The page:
On a scale of 1-10, kids love fall leaves maybe an 11! And what’s not to love with so many fun colors and piles of leaves swirling around outside as the weather turns. My fall leaf printing monoprint art lesson was SUCH a hit with my preschool and kindergarten kids and with my own girls. I hope you try this one either in the classroom or at home- it’s so much fun!
fall leaves of varying shapes, sizes and colors
scrap crayons for rubbing- papers removed
black acrylic paint
a smooth surface for rolling paint (plexiglass works or plain old tin foil!)
heavyweight paper (cardstock or watercolor paper)
This lesson has two parts: creating the rubbings and exploring the leaf printing monoprint process.
First, have the kids arrange leaves under their paper for the leaf rubbings part of this project. You want the kids to explore how the veins of the leaves show up (it’s magic!) and how interesting the shapes are. Layer different colors, trade leaves with their neighbor, see how dark the stems get when rubbed. The kids were SO excited to see the leaves and veins appear like magic. It was awesome to watch them explore this process!
Leaf printing process art:
This is a great lesson to talk about leaves in general. Reggio Emilia schools really value inquiry based and process learning so we combine all kinds of learning into “art” lessons in the atelier. What kind of tree did these leaves come from? Why do they change colors? What are all the veins for? I am forever impressed with how curious these kiddos are and love the questions we all get to explore together while we are creating.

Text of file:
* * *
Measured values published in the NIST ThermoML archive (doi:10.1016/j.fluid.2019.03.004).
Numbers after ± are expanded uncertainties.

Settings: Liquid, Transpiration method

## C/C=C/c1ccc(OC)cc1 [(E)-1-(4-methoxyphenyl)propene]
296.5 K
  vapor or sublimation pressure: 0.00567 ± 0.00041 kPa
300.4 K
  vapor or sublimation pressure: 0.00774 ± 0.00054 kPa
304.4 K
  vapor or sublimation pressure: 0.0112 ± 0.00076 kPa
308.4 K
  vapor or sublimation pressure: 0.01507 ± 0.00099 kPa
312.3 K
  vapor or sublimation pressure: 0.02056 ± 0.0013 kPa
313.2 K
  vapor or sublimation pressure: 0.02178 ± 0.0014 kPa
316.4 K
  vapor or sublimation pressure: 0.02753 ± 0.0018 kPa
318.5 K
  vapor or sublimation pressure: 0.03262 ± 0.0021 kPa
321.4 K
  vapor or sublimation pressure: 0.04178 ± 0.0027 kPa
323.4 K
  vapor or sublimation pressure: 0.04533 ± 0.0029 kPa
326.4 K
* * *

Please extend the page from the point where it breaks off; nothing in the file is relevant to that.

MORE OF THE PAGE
After your kids have created interesting papers by covering them all over in leaf rubbings, you can move on to the monoprinting portion of this lesson. I have help in my art room and am able to “man the paint station” so to speak and give each child a turn with this process. If you can’t do this, I suggest creating a few different print stations and letting the kids rotate through in small groups.
Leaf printing as an intro to mono printing.
I modeled how to gently use the roller (too much muscle causes the roller to suck up too much paint!) and create a smooth black surface. Next we gently arranged a few leaves on the black paint nice and flat. Lay your paper down on top of the leaves and paint and gently but firmly rub the back of the paper all over. Make sure to rub the entire thing with decent pressure especially around any leaf stems.
Help the kids peal back their paper to reveal the magic!
You could break this leaf rubbing and monoprinting lesson into two separate lessons. Alternatively, you could also do them in reverse order or with black crayons and colored tempera paint so the crayon shows through. Try skipping the leaves and use scraps of paper or practice cutting and cut out your own leaves. You could make the monoprint with leaves then use another drawing tool to practice line drawing the leaves and their veins back into the negative space.
An exciting byproduct of this lesson is a print you can make after removing the leaf rubbing print and the leaves. There is a really neat impression left in the paint that makes another really interesting type of monoprint. Such an unexpected bonus.
I kind of think these need to be framed and hung up in my house. So good, right?!
Happy Thursday friends.